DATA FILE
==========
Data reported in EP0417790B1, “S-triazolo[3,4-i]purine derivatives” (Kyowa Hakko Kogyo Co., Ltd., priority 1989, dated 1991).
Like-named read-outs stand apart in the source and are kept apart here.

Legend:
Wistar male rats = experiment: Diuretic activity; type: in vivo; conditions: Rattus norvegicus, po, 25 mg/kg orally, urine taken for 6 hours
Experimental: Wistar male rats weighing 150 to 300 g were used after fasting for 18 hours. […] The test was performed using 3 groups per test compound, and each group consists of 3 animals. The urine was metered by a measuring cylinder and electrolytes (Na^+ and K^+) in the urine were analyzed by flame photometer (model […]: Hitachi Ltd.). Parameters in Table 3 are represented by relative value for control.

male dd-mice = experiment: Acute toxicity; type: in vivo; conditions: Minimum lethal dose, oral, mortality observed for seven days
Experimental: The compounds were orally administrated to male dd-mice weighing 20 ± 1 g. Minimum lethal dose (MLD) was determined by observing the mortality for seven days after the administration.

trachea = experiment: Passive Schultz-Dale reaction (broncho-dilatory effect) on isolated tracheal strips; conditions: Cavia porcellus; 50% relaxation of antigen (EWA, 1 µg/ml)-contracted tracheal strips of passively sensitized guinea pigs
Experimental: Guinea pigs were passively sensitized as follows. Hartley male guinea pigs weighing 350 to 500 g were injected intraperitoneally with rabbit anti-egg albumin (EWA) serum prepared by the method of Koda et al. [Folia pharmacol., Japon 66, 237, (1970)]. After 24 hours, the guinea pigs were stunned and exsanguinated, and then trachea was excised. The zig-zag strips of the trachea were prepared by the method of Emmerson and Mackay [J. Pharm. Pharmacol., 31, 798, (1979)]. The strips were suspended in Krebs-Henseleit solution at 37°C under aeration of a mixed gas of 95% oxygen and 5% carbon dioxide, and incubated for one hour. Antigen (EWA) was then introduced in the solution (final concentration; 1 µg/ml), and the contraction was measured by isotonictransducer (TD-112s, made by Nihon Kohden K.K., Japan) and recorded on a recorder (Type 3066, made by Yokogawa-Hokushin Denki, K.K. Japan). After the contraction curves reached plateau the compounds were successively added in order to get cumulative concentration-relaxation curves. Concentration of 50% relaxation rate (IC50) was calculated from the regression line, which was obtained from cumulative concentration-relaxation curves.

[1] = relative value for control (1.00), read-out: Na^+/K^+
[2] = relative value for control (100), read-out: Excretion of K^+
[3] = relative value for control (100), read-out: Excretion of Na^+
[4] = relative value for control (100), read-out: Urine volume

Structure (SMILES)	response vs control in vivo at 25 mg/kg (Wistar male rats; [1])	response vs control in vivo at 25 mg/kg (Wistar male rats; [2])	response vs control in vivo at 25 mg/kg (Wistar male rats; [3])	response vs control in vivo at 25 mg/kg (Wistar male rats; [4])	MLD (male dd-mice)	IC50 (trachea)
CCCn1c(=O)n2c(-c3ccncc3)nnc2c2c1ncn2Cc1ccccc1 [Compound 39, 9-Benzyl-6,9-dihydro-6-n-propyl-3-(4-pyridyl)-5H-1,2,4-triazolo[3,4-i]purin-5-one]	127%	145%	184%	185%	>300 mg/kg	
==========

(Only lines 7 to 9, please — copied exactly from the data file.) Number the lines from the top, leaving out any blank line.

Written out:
Experimental: The compounds were orally administrated to male dd-mice weighing 20 ± 1 g. Minimum lethal dose (MLD) was determined by observing the mortality for seven days after the administration.

trachea = experiment: Passive Schultz-Dale reaction (broncho-dilatory effect) on isolated tracheal strips; conditions: Cavia porcellus; 50% relaxation of antigen (EWA, 1 µg/ml)-contracted tracheal strips of passively sensitized guinea pigs
Experimental: Guinea pigs were passively sensitized as follows. Hartley male guinea pigs weighing 350 to 500 g were injected intraperitoneally with rabbit anti-egg albumin (EWA) serum prepared by the method of Koda et al. [Folia pharmacol., Japon 66, 237, (1970)]. After 24 hours, the guinea pigs were stunned and exsanguinated, and then trachea was excised. The zig-zag strips of the trachea were prepared by the method of Emmerson and Mackay [J. Pharm. Pharmacol., 31, 798, (1979)]. The strips were suspended in Krebs-Henseleit solution at 37°C under aeration of a mixed gas of 95% oxygen and 5% carbon dioxide, and incubated for one hour. Antigen (EWA) was then introduced in the solution (final concentration; 1 µg/ml), and the contraction was measured by isotonictransducer (TD-112s, made by Nihon Kohden K.K., Japan) and recorded on a recorder (Type 3066, made by Yokogawa-Hokushin Denki, K.K. Japan). After the contraction curves reached plateau the compounds were successively added in order to get cumulative concentration-relaxation curves. Concentration of 50% relaxation rate (IC50) was calculated from the regression line, which was obtained from cumulative concentration-relaxation curves.